Vulnerability Management Blog

AI in Cyber Security: Forget About It

If you’re in the mood for some non-controversial, light entertainment you don’t have to work too hard to enjoy, rent the movie Yesterday.  The premise is clever:  a global weather event removes any and all recollection of the Beatles and their music from just about every person on the planet, except a struggling singer/songwriter.  When he realizes what’s happened, he recreates classic Beatles hits as his own and, predictably, becomes a worldwide music sensation.

The Yesterday premise is not only clever, but intoxicating.  There are countless events I’d like to wipe from the collective memories of the general population.  Parachute pants, mullets, and the Orioles 2019 season (I’m a long-suffering fan) come quickly to mind.  But as a proud member of Delve, a company successfully using machine learning and other AI techniques to automate vulnerability management and revolutionize vulnerability prioritization, I’d love to apply the Yesterday memory-erasing concept to AI in cyber security.  Simply flip a switch, and every cyber security professional would be purged of the memory of false AI-in-cyber-security promises that have created a generation of justifiably skeptical - even cynical - security product consumers.

By either wildly exaggerating the capabilities of AI-based products, or falsely labeling heuristics as “AI,” security vendors have preemptively besmirched the reputations of legitimate AI-based cyber security products.  In 2018’s Artificial Intelligence in Cybersecurity is Not Delivering on its Promise, Kevin Townsend summarizes one study that found 61% of respondents “believe that their ML {machine learning} systems do not stop zero-days and advanced threats -- despite this being one of the primary claims from many vendors.”  Another 41% “complain that rules creation and implementation is 'burdensome'. And post-implementation, the results are not as promising as the hype.”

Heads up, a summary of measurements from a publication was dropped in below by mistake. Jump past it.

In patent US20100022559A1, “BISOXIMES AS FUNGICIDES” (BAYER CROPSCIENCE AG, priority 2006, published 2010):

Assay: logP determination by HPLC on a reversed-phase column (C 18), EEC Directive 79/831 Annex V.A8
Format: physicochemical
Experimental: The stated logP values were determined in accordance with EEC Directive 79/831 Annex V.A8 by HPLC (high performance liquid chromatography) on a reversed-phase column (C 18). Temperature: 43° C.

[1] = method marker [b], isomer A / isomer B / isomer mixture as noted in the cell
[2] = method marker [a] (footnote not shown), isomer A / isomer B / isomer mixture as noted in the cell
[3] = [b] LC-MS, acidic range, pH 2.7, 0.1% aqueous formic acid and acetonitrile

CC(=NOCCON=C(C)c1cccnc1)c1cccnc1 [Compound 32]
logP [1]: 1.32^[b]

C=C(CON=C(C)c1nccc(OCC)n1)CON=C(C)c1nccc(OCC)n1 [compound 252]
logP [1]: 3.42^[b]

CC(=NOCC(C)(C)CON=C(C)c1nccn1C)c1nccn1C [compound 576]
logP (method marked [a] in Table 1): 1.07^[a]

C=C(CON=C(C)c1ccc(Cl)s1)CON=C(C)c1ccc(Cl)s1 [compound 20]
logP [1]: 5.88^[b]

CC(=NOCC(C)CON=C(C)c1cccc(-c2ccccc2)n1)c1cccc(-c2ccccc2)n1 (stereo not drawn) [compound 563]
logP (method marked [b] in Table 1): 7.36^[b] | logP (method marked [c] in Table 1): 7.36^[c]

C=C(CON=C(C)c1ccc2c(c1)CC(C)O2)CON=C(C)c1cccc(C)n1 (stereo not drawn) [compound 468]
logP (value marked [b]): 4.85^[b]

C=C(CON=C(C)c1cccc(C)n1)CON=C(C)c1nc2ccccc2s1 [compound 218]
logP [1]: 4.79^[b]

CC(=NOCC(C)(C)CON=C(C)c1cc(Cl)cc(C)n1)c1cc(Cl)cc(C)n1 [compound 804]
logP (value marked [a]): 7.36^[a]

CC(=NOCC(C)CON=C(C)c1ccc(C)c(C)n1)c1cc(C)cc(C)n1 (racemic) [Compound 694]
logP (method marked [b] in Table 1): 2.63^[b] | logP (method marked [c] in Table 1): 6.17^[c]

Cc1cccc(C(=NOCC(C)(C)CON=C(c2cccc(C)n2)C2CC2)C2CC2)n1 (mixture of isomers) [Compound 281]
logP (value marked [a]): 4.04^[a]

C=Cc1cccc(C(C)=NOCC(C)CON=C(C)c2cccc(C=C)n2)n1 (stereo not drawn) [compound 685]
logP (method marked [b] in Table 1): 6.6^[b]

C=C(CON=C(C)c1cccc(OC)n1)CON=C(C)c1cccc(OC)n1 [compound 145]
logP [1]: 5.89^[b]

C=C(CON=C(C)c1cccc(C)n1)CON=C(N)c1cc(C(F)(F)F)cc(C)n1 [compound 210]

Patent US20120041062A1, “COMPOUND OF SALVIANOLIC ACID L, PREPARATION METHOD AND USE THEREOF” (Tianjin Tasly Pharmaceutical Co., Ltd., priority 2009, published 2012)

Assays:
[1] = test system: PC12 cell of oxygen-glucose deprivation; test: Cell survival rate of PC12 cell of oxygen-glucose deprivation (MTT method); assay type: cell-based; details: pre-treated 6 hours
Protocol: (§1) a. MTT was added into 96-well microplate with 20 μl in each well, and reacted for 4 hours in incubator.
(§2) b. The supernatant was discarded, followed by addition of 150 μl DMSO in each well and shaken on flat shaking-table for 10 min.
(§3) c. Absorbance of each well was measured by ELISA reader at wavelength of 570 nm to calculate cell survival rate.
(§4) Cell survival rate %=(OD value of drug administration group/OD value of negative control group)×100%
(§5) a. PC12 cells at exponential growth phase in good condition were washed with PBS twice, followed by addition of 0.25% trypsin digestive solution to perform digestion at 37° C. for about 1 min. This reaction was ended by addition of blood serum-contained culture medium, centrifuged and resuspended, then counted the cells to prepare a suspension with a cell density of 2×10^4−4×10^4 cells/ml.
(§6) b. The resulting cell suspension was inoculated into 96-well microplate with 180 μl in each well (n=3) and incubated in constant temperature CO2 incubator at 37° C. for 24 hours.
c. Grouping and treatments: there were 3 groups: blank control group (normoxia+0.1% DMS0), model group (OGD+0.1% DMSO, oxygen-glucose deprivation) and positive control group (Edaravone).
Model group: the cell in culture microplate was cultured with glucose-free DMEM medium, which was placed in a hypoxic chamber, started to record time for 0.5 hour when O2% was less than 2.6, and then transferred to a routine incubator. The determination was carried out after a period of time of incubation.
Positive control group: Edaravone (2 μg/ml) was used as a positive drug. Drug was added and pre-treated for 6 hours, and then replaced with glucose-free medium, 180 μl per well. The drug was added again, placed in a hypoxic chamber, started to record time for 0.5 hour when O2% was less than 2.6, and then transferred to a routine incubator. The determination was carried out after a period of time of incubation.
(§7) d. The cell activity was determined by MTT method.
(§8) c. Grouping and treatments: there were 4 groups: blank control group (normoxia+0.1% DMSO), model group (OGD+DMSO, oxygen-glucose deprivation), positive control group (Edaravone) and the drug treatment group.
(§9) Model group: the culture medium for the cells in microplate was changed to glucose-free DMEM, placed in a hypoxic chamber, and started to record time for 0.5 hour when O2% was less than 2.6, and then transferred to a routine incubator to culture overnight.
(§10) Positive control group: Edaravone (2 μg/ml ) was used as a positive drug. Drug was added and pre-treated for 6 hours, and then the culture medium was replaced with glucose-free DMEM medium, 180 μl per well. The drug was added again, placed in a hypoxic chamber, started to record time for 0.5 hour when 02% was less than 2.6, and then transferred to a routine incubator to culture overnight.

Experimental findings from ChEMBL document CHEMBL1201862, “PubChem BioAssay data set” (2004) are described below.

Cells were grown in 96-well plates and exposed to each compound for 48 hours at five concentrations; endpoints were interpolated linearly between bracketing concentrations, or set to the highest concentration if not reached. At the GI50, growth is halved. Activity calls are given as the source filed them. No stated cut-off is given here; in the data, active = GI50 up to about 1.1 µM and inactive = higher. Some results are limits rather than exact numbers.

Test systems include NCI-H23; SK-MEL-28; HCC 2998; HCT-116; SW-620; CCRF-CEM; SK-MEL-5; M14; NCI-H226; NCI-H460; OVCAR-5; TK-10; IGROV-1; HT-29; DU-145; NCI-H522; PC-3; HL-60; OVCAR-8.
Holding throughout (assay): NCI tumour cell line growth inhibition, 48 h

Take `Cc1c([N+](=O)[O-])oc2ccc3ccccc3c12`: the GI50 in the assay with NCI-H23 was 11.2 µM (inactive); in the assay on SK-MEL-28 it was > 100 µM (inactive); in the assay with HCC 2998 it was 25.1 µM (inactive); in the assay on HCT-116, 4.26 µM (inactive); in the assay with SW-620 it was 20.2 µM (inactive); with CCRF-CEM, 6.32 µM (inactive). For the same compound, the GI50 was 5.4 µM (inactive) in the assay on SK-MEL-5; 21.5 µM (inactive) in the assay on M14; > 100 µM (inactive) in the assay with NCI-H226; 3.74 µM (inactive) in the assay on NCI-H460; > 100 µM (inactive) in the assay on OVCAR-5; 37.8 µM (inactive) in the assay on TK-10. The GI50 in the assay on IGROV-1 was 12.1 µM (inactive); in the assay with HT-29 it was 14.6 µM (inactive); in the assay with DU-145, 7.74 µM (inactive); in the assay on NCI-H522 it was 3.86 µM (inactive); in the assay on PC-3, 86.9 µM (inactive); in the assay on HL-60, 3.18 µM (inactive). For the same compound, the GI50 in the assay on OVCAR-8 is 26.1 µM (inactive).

In a similarly-themed piece, CSO’s The AI hype machine – let’s be careful out there, Rick Grinnell describes a tour of 2018’s RSA Show, where he estimates, “at least half {of the 500 plus vendors} were trumpeting proprietary AI or machine learning in their products.”  He goes on to express frustration at the liberal - a kind word choice...dishonest might be more accurate here - use of the term AI:

What’s most disturbing to me are the number of companies that are claiming they have AI, when they're really using pre-defined statistical algorithms...and then hand-tuning the system on historical data to optimize performance at run-time. This isn’t ML. This isn’t AI. This is optimized statistical modeling.

He offered another anecdote from an “AI”-user’s perspective with a similar theme:

"I heard an AI-focused IT executive from a major bank talk about how much AI the bank was already using in its fraud department. The exec then discussed how the algorithms were manually tuned by the company’s data science team to outperform static models with preset behavioral thresholds. This isn’t AI! It may be intelligent, but it’s not artificial intelligence!

The good news is that it’s not hopeless; it’s just early.  As Rick Grinnel notes in the same piece, “Using a baseball analogy, we are in the first inning of an AI-based solutions market. There are some great companies out there leveraging highly focused applied AI to targeted problems.” 

At Delve, we agree.  Despite the hype, AI and machine learning do have legitimate applications in cyber security.  Those applications leverage AI to address well-defined, focused, data-intensive challenges that can either automate previously labor-intensive tasks, or render feasible data analyses that would be practically impossible for an army of humans to accomplish. But the best AI or ML-based applications can’t substitute for a solid cyber security culture, strong policies and a well-staffed IT or security team; AI can’t perform miracles...but it can add substantial value when applied intelligently (pun intended).

Cyber security can be a Long and Winding Road.  It requires can’t just Let it BeA Day in the Life of a cyber security professional is filled with challenges....

OK, I’ll stop now.  

But seriously, watch the movie, and if you get the chance, check out our white paper for a sober view of AI in vulnerability management:  Leveraging AI to Modernize Vulnerability Management and Remediation

We think you'll enjoy the white paper, even though, to be fair, it's unlikely to make you Twist and Shout.

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